Lexington community wears orange for National Gun Violence Awareness Day


LEXINGTON, Ky (WTVQ)- So far in 2023, Lexington police have investigated at least thirty shootings and nine gun-related homicides. Some in the community are urging more action needs to be taken to help stop the violence.

On Saturday,  people gathered at Woodland Park to raise awareness for gun violence by wearing orange.  It was part of National Gun Violence Awareness Day across the country.

“It’s not a state by state problem. It’s a country problem and we need to work together somehow to make a difference,” says Deana Mullins.

Mullins knows what it’s like to lost a child to gun violence. It’s been six years since her son Sean was killed. The suspect was caught, went to trial and was found not guilty.

“It’s something we struggle with every day knowing that we’re going to run into this person or we may say them somewhere and knowing they actually got away with what they did,” says Mullins.

That’s why Mullins now advocates for gun violence prevention and stricter gun laws- through the Lexington chapter of Moms Demand Action. It’s also how her daughter, Shelby Howard, found her passion.

“When we had the trial, and we got the non-guilty verdict, it kind of made me want to go into law and become a lawyer and help families who’ve been through what I’ve been through,” says Howard.

Howard says she’s close to graduating from EKU and plans to attend law school at UK.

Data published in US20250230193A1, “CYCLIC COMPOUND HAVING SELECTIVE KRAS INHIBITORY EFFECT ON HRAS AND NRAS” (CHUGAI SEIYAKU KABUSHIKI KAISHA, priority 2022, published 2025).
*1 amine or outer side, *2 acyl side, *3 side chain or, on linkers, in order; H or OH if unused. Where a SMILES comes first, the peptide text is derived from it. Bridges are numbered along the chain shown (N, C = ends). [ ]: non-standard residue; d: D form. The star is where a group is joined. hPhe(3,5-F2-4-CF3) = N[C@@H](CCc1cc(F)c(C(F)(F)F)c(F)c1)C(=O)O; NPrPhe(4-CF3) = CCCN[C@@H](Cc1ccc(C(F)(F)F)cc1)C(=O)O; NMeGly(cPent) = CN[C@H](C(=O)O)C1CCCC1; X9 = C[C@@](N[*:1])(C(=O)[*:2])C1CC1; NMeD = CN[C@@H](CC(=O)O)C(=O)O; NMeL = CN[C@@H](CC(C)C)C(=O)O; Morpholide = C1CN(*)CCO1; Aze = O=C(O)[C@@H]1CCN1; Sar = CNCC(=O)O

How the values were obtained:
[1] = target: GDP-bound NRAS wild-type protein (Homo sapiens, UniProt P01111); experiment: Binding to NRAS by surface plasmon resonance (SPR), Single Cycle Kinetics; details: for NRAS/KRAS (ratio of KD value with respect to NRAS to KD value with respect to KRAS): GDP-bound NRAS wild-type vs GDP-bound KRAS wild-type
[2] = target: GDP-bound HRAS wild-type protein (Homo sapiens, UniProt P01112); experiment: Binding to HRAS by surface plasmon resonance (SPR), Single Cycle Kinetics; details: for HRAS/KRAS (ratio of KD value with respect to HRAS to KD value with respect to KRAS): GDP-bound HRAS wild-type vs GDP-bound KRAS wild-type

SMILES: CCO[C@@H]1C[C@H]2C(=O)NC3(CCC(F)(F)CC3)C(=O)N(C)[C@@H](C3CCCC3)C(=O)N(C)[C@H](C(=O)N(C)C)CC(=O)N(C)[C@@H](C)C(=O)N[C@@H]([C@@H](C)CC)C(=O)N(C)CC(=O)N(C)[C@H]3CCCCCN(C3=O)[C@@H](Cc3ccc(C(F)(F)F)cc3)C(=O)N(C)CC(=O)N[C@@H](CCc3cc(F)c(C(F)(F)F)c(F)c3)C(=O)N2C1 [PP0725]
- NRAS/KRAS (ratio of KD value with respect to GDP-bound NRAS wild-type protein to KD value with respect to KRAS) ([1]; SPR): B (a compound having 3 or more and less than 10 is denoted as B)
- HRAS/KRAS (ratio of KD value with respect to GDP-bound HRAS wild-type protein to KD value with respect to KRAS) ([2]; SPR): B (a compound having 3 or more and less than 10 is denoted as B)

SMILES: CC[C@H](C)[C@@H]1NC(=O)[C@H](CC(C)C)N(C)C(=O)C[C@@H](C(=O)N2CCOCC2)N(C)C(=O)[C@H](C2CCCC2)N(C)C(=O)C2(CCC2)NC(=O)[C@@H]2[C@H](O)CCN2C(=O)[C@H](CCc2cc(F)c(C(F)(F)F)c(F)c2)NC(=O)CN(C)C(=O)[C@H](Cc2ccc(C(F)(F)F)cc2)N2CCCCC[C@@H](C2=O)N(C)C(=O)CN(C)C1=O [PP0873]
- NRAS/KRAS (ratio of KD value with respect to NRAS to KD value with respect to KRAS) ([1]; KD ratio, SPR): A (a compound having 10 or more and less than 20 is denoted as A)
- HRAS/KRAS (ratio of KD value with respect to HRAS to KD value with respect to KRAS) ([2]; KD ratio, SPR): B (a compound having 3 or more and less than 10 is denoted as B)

Both were part of the National Gun Violence Awareness Day during Wear Orange Weekend. Events took place in Lexington, Louisville, and Bowling Green.

Law enforcement leaders spoke, as well as survivors of gun violence. There, they advocated for gun-related legislation.

“We just want people to know we’re losing one too many. If you lose one a year, that’s too many. It’s time to realize that guns are a permanent issue. They’re going to take a life, they’re not going to bring it back. Nobody can re-spawn like the video games, nobody can come back and say hey I don’t want them dead now. Once that trigger is pulled, its permanent and you can’t bring them back,” says Mullins.

In an effort to keep others from going through the same devastation, their families are going through.

“Sean cant have a voice anymore. He’s not able to speak. He’s not able to do the things that he loved and so i have to be that. And i have to continue because if I don’t continue, the world will forget Sean. And I don’t ever want the world to not know who he was,” says Mullins.


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